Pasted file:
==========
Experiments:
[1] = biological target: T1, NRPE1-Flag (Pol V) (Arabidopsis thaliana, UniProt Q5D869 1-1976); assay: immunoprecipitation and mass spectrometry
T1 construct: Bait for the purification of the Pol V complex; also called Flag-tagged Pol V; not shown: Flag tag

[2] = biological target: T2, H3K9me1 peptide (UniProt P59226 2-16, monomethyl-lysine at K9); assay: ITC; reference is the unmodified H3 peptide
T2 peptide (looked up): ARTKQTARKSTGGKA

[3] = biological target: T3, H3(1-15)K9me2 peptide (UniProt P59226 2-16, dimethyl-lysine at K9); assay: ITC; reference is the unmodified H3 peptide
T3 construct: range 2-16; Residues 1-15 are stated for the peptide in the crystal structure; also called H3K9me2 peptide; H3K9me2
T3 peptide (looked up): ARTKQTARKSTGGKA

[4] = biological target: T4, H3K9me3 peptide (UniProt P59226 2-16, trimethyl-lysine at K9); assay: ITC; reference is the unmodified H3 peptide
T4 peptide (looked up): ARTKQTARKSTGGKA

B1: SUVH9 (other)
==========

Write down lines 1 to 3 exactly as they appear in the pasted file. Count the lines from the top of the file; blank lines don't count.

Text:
Experiments:
[1] = biological target: T1, NRPE1-Flag (Pol V) (Arabidopsis thaliana, UniProt Q5D869 1-1976); assay: immunoprecipitation and mass spectrometry
T1 construct: Bait for the purification of the Pol V complex; also called Flag-tagged Pol V; not shown: Flag tag